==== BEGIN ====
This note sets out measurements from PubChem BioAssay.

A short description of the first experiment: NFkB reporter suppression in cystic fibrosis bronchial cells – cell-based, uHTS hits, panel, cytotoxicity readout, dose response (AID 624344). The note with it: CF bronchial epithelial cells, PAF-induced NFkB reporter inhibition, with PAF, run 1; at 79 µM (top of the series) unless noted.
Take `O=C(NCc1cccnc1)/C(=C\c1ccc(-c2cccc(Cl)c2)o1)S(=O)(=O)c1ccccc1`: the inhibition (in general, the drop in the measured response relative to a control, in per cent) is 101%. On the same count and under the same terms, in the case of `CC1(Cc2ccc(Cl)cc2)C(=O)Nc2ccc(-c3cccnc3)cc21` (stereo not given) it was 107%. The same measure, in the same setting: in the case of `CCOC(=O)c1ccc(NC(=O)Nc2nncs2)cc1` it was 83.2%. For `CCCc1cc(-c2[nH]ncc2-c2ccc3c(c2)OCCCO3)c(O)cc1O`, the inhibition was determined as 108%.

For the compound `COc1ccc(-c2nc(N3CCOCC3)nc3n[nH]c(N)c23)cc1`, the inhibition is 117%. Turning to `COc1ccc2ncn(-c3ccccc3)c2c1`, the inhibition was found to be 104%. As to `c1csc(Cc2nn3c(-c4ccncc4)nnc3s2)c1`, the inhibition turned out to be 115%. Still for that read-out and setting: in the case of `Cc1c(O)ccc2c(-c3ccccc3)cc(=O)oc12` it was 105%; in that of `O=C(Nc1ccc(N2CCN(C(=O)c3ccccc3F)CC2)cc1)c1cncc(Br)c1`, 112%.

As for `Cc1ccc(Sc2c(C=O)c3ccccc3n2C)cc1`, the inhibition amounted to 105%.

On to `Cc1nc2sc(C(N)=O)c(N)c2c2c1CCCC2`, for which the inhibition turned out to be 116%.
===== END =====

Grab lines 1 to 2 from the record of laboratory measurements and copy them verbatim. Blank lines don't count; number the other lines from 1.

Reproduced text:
This note sets out measurements from PubChem BioAssay.

A short description of the first experiment: NFkB reporter suppression in cystic fibrosis bronchial cells – cell-based, uHTS hits, panel, cytotoxicity readout, dose response (AID 624344). The note with it: CF bronchial epithelial cells, PAF-induced NFkB reporter inhibition, with PAF, run 1; at 79 µM (top of the series) unless noted.